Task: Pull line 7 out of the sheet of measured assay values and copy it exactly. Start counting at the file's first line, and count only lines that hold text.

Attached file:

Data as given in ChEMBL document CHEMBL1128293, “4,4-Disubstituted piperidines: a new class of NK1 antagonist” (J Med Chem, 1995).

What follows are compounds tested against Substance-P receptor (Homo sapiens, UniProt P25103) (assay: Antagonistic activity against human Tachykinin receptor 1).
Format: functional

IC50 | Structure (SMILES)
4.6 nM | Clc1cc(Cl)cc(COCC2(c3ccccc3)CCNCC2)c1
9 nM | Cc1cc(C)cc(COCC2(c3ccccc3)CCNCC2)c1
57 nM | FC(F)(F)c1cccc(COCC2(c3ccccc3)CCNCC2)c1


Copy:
57 nM | FC(F)(F)c1cccc(COCC2(c3ccccc3)CCNCC2)c1